Resources‎ > ‎Past messages‎ > ‎

2013-08-11 message

posted Aug 19, 2013, 8:37 PM by St. John's Webmaster   [ updated Aug 19, 2013, 8:37 PM ]

Love does not envy. The experience of the spiritual fathers of our Church tells us that vices are not to be simply removed, but replaced by virtues. Often, we speak of a vice being replaced (transformed, or redirected) into its opposite virtue. Here we have a somewhat different example of the virtue of love helping in the removal of several vices, beginning with envy.

We may want to ask: why should we not envy? After all, envy can function as motivation to do more and have more; it can lead us to action. However, from a spiritual perspective, there are two reasons why envy is not a good thing. First, no matter how much we perceive envy as wanting better for ourselves, there is usually a hidden element of wanting the other to be worse as well. It is quite evident that this type of thought does not fit in with the Christian ideal.

Second, when we are envious, it is just about impossible to be thankful. There is a “yes, but” in our general attitude. “We are doing well, but not as well as…” “We have a nice family, but it would be great for the kids to have as much room as…” This dissatisfaction with our place in life does not leave much place for giving thanks in all things, as St. Paul directs us. We have said before that thanksgiving is an essential element of the Christian life. It follows that we should be wary of anything that leads us to be unthankful, envy being just one of those things.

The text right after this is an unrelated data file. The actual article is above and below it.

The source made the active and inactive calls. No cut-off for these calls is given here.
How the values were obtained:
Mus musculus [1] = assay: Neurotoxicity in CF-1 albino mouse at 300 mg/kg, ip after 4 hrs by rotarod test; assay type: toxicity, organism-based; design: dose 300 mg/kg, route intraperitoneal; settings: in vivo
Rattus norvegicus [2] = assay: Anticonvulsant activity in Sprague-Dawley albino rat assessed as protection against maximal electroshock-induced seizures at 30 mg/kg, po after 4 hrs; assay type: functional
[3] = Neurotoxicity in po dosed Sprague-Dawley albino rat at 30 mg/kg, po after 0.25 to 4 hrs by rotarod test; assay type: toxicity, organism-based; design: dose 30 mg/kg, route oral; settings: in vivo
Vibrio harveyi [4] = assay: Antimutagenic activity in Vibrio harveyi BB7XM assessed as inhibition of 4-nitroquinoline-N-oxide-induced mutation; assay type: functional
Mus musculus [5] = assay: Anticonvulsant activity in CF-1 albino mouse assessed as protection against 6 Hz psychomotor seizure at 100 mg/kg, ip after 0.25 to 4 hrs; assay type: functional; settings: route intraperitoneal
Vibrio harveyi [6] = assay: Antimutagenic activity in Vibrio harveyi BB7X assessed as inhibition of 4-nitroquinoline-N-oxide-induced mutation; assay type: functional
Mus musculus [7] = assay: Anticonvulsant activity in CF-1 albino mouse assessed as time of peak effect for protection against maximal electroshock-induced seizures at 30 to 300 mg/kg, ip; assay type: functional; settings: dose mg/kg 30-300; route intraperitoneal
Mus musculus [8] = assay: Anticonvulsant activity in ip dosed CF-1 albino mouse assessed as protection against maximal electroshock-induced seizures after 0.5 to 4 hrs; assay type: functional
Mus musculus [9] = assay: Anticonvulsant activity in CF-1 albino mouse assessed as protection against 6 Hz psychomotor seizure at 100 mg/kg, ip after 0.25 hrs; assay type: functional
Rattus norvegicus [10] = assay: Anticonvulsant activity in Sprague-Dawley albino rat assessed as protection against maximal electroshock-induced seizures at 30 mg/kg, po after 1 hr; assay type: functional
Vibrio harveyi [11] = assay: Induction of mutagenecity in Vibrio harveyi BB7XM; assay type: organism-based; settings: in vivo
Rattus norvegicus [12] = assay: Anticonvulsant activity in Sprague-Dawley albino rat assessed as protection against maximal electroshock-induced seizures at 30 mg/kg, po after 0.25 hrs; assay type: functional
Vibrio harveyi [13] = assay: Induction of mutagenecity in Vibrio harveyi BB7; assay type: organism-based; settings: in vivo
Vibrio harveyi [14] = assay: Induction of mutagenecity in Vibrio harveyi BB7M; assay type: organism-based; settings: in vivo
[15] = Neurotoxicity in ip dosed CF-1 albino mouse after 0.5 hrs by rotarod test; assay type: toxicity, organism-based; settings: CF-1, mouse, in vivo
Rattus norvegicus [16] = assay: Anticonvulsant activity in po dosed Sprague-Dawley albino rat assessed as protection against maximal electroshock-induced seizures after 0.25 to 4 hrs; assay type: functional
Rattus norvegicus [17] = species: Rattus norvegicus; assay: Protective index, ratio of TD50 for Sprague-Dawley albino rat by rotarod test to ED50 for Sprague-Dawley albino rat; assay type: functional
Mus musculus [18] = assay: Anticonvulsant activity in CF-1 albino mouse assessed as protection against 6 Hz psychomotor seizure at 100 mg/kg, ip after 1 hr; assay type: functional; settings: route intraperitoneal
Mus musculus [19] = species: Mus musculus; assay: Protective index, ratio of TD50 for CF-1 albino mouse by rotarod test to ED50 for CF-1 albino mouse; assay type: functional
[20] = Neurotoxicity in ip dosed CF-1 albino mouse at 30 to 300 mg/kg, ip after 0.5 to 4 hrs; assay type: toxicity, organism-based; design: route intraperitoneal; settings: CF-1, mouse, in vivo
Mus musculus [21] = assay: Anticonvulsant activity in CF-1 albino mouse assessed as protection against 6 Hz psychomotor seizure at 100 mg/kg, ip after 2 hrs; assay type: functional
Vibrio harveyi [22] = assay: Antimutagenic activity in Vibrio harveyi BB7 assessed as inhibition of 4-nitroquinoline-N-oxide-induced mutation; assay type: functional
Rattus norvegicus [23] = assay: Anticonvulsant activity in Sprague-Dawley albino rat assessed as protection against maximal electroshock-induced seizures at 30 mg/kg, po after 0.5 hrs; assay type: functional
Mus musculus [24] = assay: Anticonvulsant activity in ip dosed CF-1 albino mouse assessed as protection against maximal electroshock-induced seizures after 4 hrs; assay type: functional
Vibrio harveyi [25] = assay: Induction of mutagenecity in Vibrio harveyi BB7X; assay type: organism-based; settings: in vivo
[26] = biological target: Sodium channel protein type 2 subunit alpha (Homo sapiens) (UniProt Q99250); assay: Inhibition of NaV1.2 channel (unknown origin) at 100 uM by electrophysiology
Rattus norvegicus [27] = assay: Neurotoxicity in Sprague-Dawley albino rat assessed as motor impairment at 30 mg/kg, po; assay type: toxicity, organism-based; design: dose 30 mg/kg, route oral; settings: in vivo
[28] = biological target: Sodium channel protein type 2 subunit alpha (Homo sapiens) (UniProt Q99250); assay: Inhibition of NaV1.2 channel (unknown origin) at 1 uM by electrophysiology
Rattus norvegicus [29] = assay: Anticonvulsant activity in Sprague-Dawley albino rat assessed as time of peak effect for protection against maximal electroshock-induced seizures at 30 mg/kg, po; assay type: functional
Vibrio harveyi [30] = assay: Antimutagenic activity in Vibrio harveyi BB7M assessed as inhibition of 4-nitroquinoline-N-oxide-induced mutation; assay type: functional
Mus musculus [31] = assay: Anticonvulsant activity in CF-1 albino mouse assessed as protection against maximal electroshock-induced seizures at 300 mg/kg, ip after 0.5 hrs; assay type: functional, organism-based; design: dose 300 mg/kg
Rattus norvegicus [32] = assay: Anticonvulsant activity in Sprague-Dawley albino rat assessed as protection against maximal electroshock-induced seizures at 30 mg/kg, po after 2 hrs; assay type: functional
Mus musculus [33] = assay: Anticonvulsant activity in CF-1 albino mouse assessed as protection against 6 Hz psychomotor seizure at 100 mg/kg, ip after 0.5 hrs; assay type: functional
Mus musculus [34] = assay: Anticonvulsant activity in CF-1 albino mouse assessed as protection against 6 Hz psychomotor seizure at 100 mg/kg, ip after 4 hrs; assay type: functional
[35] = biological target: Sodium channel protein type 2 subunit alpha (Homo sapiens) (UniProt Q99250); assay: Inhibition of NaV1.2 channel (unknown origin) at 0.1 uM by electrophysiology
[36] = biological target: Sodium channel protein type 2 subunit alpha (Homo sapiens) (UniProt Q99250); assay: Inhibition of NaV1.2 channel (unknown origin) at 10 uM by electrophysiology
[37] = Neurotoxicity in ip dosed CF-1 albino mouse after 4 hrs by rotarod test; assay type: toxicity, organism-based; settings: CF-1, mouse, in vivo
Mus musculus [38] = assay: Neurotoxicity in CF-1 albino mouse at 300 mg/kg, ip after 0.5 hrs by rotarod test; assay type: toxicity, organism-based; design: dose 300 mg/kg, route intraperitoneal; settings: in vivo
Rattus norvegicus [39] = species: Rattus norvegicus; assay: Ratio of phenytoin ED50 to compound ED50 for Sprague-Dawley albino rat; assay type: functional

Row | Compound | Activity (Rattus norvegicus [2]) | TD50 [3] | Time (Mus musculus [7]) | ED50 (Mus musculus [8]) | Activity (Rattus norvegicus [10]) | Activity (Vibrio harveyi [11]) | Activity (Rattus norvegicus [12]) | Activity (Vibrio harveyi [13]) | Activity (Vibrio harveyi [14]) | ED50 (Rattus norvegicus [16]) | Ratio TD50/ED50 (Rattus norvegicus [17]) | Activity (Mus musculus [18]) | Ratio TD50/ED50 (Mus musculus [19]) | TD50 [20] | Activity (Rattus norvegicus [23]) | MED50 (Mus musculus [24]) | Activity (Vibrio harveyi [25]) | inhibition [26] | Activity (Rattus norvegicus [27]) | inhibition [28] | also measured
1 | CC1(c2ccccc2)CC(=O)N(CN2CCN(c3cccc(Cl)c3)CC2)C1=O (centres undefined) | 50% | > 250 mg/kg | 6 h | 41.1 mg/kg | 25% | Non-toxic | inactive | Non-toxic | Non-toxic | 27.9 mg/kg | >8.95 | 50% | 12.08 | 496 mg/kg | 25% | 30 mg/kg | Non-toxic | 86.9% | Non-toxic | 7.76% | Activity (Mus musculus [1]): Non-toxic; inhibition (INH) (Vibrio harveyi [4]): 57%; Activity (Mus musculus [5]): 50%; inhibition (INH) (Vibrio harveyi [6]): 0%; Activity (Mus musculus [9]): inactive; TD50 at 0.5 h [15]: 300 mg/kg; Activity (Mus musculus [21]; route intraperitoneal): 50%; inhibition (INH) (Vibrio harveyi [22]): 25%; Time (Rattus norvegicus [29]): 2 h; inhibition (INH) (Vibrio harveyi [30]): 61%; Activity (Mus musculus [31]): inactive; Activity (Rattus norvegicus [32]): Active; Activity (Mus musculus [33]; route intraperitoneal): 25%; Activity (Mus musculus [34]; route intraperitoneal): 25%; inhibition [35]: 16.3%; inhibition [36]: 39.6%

Love, on the other hand, wishes nothing but the best for the object of that love. If, in some way, the loved one does better than us, that is a cause of rejoicing, not one of dejection. Yes, this may also cause us to wish to do better ourselves, but without the element of wishing ill on the other, thus avoiding the fall into envy. May we, by God’s grace, always rejoice in each other’s blessings.

With love in Christ,
+Fr. Peter